On October 9, 1864 Sherman was still in pursuit of Hood but he recognized the futility of such operations to protect his railroad supply lines, as he made clear in a telegram to Grant on that date:
It will be a physical impossibility to protect the roads, now that Hood, Forrest, Wheeler, and the whole batch of devils, are turned loose without home or habitation. I think Hood’s movements indicate a diversion to the end of the Selma & Talladega road, at Blue Mountain, about sixty miles southwest of Rome, from which he will threaten Kingston, Bridgeport, and Decatur, Alabama. I propose that we break up the railroad from Ohattanooga forward, and that we strike out with our wagons for Milledgeville, Millen, and Savannah. Until we can repopulate Georgia, it is useless for us to occupy it; but the utter destruction of its roads, houses, and people, will cripple their military resources. By attempting to hold the roads, we will lose a thousand men each month, and will gain no result. I can make this march, and make Georgia howl! We have on hand over eight thousand head of cattle and three million rations of bread, but no corn. We can find plenty of forage in the interior of the State.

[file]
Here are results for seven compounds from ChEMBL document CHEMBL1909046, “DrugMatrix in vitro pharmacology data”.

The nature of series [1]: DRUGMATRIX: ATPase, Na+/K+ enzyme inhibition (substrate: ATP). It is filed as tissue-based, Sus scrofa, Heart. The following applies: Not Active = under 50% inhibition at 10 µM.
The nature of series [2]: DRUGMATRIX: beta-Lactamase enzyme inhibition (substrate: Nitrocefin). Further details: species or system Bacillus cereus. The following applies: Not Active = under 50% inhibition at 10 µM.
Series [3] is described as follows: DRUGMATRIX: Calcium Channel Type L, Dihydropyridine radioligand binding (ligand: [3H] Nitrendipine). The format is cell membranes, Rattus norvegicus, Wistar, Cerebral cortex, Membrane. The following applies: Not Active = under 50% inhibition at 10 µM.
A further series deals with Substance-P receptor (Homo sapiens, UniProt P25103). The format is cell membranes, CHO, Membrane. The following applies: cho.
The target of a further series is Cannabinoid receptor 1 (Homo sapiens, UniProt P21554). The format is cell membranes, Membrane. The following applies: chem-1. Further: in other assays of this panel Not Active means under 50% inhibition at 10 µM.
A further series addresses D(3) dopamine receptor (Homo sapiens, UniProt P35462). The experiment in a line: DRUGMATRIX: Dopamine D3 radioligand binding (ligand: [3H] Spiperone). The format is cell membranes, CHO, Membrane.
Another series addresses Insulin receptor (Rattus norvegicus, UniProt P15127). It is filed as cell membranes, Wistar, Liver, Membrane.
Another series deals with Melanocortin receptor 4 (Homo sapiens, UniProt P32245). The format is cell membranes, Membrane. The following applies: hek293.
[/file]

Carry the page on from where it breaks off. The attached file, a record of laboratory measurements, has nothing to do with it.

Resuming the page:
Sherman had learned in his march to Meridian, Mississippi how easy it was to live off the land in the dead of winter in February 1864 in an agriculturally rich country. How much easier to do so after the harvest had just been gathered, as would be the case in a fall march across Georgia. Union military operations had been hampered and limited since the outset of the War by the necessity of maintaining and protecting Union supply lines in the teeth of aggressive Confederate raiding. Now Sherman realized that such protection of supply lines was not necessary if the goal was to destroy rather than to hold territory. He had a war winning theory, and he would soon get to put it into practice.